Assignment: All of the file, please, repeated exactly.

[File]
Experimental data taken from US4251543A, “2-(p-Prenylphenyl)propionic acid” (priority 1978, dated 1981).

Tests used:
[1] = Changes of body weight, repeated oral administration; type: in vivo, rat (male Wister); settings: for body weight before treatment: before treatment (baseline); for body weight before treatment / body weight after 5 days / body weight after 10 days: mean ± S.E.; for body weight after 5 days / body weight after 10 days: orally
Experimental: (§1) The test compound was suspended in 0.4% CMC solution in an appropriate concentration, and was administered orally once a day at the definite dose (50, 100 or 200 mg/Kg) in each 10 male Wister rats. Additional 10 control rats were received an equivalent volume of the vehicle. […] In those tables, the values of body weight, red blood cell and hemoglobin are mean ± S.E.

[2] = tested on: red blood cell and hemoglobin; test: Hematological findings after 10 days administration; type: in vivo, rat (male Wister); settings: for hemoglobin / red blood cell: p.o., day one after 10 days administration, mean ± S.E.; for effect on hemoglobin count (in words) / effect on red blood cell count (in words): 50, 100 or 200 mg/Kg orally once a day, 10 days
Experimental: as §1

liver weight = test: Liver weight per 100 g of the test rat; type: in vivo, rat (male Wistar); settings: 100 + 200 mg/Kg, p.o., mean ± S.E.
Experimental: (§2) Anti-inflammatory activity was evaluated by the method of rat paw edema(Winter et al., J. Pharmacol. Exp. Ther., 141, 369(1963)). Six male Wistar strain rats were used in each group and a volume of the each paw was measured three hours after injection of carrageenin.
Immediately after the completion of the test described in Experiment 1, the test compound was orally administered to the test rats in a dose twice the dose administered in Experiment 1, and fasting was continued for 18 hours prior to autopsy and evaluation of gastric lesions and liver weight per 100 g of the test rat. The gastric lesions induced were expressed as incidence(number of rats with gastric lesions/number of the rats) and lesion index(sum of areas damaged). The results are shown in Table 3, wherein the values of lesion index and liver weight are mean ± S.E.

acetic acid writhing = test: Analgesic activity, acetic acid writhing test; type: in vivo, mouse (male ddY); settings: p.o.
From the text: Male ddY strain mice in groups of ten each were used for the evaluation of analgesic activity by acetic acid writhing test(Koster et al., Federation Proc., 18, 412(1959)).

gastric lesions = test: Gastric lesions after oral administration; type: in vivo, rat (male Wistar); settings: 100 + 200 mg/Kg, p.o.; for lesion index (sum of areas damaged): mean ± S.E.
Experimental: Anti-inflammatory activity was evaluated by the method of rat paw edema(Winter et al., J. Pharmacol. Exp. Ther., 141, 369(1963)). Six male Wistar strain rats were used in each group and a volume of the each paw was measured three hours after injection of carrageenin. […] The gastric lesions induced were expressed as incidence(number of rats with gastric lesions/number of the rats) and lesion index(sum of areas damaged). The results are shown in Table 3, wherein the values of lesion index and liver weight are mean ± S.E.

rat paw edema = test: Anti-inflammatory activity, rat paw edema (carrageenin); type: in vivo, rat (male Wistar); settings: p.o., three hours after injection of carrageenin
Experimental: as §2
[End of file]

Experimental data taken from US4251543A, “2-(p-Prenylphenyl)propionic acid” (priority 1978, dated 1981).

Tests used:
[1] = Changes of body weight, repeated oral administration; type: in vivo, rat (male Wister); settings: for body weight before treatment: before treatment (baseline); for body weight before treatment / body weight after 5 days / body weight after 10 days: mean ± S.E.; for body weight after 5 days / body weight after 10 days: orally
Experimental: (§1) The test compound was suspended in 0.4% CMC solution in an appropriate concentration, and was administered orally once a day at the definite dose (50, 100 or 200 mg/Kg) in each 10 male Wister rats. Additional 10 control rats were received an equivalent volume of the vehicle. […] In those tables, the values of body weight, red blood cell and hemoglobin are mean ± S.E.

[2] = tested on: red blood cell and hemoglobin; test: Hematological findings after 10 days administration; type: in vivo, rat (male Wister); settings: for hemoglobin / red blood cell: p.o., day one after 10 days administration, mean ± S.E.; for effect on hemoglobin count (in words) / effect on red blood cell count (in words): 50, 100 or 200 mg/Kg orally once a day, 10 days
Experimental: as §1

liver weight = test: Liver weight per 100 g of the test rat; type: in vivo, rat (male Wistar); settings: 100 + 200 mg/Kg, p.o., mean ± S.E.
Experimental: (§2) Anti-inflammatory activity was evaluated by the method of rat paw edema(Winter et al., J. Pharmacol. Exp. Ther., 141, 369(1963)). Six male Wistar strain rats were used in each group and a volume of the each paw was measured three hours after injection of carrageenin.
Immediately after the completion of the test described in Experiment 1, the test compound was orally administered to the test rats in a dose twice the dose administered in Experiment 1, and fasting was continued for 18 hours prior to autopsy and evaluation of gastric lesions and liver weight per 100 g of the test rat. The gastric lesions induced were expressed as incidence(number of rats with gastric lesions/number of the rats) and lesion index(sum of areas damaged). The results are shown in Table 3, wherein the values of lesion index and liver weight are mean ± S.E.

acetic acid writhing = test: Analgesic activity, acetic acid writhing test; type: in vivo, mouse (male ddY); settings: p.o.
From the text: Male ddY strain mice in groups of ten each were used for the evaluation of analgesic activity by acetic acid writhing test(Koster et al., Federation Proc., 18, 412(1959)).

gastric lesions = test: Gastric lesions after oral administration; type: in vivo, rat (male Wistar); settings: 100 + 200 mg/Kg, p.o.; for lesion index (sum of areas damaged): mean ± S.E.
Experimental: Anti-inflammatory activity was evaluated by the method of rat paw edema(Winter et al., J. Pharmacol. Exp. Ther., 141, 369(1963)). Six male Wistar strain rats were used in each group and a volume of the each paw was measured three hours after injection of carrageenin. […] The gastric lesions induced were expressed as incidence(number of rats with gastric lesions/number of the rats) and lesion index(sum of areas damaged). The results are shown in Table 3, wherein the values of lesion index and liver weight are mean ± S.E.

rat paw edema = test: Anti-inflammatory activity, rat paw edema (carrageenin); type: in vivo, rat (male Wistar); settings: p.o., three hours after injection of carrageenin
Experimental: as §2